Just Cause 2 developer Avalanche has told CVG that popular DRM solutions - such as Ubisoft's 'always on' protection - "punish" legal purchasers of games.
Ubisoft's DRM protection has caused outrage amongst PC gamers - with some industry insiders referring to it as the "ultimate rubix cube for pirates".
However, Avalanche boss Cristofer Sundberg told CVG that this and similar DRM measures are a sign of a "scared" market - and that they stand to penalise the dedicated PC gamers the market needs.
"Games have become a luxurious form of entertainment and piracy has scared the market to start implementing ridiculous DRM solutions that only limits the consumers that actually PAY for their games, not stopping the pirates," he told CVG.
"As PC sales constantly dropping, they are a small group of very dedicated PC players who deserves a game designed for them and I strongly believe that PC games and console games are two completely different games.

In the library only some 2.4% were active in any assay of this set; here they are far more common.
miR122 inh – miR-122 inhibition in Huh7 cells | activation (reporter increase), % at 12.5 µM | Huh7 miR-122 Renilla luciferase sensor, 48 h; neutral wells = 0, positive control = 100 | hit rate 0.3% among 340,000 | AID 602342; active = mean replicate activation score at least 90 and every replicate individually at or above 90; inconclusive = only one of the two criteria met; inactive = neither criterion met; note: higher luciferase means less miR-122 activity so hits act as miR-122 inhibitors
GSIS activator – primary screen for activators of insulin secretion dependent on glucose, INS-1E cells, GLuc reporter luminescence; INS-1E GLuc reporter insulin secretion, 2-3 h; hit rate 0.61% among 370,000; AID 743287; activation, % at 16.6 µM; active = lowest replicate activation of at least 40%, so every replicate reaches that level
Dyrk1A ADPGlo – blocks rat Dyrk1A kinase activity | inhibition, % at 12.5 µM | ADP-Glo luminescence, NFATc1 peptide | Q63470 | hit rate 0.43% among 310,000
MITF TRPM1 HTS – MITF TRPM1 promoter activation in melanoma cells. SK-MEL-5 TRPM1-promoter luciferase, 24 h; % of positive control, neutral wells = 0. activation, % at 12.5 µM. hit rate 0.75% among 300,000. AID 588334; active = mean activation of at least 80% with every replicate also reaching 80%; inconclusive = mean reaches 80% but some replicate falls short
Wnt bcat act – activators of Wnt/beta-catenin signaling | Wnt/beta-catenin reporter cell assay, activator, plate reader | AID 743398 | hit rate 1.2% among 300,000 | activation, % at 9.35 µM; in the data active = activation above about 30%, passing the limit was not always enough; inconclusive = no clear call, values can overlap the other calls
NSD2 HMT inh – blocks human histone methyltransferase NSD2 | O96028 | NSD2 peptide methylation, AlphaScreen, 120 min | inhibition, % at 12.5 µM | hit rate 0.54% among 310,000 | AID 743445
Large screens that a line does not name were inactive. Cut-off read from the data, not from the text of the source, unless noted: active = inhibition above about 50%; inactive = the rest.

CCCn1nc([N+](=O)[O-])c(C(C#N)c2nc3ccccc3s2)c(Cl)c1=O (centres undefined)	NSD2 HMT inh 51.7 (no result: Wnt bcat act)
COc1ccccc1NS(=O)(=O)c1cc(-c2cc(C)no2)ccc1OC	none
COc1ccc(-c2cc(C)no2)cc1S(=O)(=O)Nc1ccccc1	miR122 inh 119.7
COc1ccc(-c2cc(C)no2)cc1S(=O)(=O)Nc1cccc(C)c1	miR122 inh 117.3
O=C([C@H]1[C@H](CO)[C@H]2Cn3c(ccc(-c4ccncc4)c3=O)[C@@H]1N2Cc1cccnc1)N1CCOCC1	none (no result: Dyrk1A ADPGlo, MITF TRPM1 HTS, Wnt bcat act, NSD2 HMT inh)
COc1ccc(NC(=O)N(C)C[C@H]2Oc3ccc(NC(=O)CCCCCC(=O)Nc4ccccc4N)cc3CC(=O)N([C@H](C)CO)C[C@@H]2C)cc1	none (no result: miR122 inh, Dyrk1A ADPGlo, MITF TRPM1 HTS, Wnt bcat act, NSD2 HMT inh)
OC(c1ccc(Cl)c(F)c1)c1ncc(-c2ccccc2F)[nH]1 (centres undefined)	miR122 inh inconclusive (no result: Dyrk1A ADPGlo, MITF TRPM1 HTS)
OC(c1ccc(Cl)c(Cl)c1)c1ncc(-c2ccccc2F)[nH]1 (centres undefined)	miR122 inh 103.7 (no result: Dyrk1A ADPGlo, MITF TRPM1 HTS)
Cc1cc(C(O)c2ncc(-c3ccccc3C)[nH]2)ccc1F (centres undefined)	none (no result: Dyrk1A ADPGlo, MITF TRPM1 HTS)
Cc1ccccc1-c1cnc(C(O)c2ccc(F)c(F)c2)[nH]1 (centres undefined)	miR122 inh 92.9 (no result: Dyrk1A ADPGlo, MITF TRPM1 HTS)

"If we constantly keep on delivering console ports and not games design for the PC player, the PC market will suffer from bad sales, piracy and bad DRM solutions. I strongly believe that most PC players are online players and online games are so much easier to design that we both protect the developer against piracy - and the consumer against a limited game experience.
Sundberg also called for more respect for the PC medium from publishers.
He added: "I wish that future PC projects are treated just the same way as we would treat Wii, PSP or DS - they are treated as separate projects in order to deliver a different but equally entertaining experience to all players."
Other publishers have tried alternative DRM solutions - such as Sega's approach with Alpha Protocol.
Avalanche's Just Cause 2, meanwhile, used no such DRM on PC - but still managed to hit No.1 in the UK in March.
To see why, check out our Just Cause 2 review here.